Trespassing is an issue many condominiums have to address at some point in time. Maybe the condominium is located beside a local hangout, like a school, a mall, or a park. Maybe the common elements include features that attract people to the property, like railings for skateboarding or a large green space for tossing a football around. Whatever the reason it is likely that your condominium will have uninvited people on the property at some point.
A trespasser is a person who, without legal right, enters another’s property when entry is prohibited, engages in a prohibited activity on the property, or does not leave immediately when asked. Section 2 of the Trespass to Property Act makes trespassing an offence punishable by a fine of not more than $2,000.00.
Q: Who can demand a person leave property?
A: The Trespass to Property Act states that an “occupier” has the right to demand that a person leave the property. An occupier includes:
- a person who is in possession of property (i.e. unit owners for the units); and
- a person who has responsibility for and control over the property (i.e board for the common elements).
Q: Why should a board care that people are trespassing?
The condominium has an obligation to ensure that people entering upon the property (and their belongings) are “reasonably safe”: the Occupier’s Liability Act. In addition, there are other legal principles that could make the condominium responsible for any damages suffered by a person using the property, such as negligence. In short, liability is a concern with trespassers.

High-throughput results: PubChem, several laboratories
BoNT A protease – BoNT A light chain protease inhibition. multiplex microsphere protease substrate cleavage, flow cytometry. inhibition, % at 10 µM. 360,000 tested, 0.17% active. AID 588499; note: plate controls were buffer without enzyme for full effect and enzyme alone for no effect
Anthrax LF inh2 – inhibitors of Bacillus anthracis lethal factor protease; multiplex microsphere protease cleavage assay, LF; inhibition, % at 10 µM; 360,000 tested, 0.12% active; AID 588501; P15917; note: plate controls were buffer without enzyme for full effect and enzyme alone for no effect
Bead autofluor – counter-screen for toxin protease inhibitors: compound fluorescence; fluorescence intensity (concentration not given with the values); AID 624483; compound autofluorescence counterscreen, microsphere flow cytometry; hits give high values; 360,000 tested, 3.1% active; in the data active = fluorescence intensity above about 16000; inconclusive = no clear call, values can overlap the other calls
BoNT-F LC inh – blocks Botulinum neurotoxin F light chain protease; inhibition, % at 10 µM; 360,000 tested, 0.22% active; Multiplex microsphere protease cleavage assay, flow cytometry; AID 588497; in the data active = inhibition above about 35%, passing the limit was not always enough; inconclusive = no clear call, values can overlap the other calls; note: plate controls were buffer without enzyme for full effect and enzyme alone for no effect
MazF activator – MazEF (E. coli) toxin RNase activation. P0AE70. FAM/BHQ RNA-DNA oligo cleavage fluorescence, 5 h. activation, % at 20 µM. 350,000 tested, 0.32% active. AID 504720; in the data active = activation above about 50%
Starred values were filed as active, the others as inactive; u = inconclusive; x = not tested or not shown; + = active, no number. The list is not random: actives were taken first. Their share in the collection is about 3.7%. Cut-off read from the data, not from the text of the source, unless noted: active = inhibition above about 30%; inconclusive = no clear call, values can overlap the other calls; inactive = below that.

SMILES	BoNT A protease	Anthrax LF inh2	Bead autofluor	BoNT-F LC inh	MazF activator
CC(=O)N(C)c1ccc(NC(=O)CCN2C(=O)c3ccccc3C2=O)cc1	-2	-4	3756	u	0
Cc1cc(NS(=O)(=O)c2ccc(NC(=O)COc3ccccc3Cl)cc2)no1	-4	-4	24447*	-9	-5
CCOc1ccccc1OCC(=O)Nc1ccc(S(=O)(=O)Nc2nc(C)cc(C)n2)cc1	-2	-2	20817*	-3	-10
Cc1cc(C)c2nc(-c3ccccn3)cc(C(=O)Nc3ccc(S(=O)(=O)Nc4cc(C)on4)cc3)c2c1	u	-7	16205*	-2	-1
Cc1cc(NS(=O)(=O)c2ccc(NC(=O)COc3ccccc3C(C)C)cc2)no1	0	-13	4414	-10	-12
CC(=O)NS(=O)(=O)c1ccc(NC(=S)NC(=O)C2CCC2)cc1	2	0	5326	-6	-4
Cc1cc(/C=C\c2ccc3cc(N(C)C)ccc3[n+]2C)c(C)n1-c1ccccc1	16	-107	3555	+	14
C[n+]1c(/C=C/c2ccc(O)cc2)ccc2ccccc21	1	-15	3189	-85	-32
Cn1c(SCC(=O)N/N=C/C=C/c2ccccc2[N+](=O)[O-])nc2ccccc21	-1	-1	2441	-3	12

In addition to liability concerns, the board has an obligation to manage the property and assets of the condominium. The trespassers may be causing damage to the common elements or units, creating an unsafe or dangerous situation, or interfering with the use and enjoyment of the property by the owners .
Q: What can be done about trespassers?
The board should take a proactive approach. Physical boundaries, such as fences or landscaping, can create a border and keep unwanted people from coming onto the property. The board may also want to consider posting signs or notices that prohibit certain conduct (i.e. skateboarding, soliciting). A general “no trespassing” sign may be useful in some instances. If someone ignores the signs and refuses to leave when asked the police (or local by-law enforcement office, if one exists) could be called to remove the person.
If the trespasser is known to the board or manager a letter may be sent to notify him or her that using the property is prohibited. If the person continues to use the property despite the letter and requests the board or manager could call the police or by-law to remove the person the next time they come onto the property.
Trespassing can be a tricky situation to address in some condominiums. If you have any questions about your options you should speak with your manager and/or lawyer.